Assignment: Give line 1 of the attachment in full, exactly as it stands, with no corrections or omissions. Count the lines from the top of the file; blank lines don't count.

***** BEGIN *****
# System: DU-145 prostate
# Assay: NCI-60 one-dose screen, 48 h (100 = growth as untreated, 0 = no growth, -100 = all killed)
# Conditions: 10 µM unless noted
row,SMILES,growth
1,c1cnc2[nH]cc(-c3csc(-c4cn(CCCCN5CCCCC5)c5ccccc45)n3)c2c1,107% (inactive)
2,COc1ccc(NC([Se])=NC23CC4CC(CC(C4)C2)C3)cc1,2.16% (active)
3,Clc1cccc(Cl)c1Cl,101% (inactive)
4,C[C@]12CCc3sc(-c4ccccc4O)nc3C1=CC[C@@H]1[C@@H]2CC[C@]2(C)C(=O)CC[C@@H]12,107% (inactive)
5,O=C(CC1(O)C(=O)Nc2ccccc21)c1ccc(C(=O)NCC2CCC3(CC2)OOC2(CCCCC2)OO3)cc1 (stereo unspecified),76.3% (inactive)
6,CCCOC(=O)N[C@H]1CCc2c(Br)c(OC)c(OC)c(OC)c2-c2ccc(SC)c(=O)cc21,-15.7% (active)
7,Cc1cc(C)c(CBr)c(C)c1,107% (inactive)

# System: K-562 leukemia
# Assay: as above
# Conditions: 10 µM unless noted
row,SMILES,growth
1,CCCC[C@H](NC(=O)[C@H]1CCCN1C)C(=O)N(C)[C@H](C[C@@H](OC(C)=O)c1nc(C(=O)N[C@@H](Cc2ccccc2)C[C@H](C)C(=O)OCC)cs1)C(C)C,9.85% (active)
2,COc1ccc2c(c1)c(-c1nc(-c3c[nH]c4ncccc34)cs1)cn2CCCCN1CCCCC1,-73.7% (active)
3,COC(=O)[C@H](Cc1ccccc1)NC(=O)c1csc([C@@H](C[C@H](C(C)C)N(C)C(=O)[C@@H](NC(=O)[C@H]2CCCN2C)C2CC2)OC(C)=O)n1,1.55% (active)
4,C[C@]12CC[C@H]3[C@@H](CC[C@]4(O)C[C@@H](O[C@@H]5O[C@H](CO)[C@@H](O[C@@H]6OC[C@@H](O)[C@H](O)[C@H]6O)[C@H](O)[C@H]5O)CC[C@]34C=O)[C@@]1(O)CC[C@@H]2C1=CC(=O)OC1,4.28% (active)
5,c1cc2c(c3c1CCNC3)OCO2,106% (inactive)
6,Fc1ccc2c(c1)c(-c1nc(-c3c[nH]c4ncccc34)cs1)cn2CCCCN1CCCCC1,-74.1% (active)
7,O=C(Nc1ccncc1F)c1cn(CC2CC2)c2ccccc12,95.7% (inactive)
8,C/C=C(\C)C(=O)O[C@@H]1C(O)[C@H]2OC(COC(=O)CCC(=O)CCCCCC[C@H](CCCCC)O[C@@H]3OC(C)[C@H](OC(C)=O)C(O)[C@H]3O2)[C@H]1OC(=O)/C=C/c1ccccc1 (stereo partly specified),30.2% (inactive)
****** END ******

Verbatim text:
# System: DU-145 prostate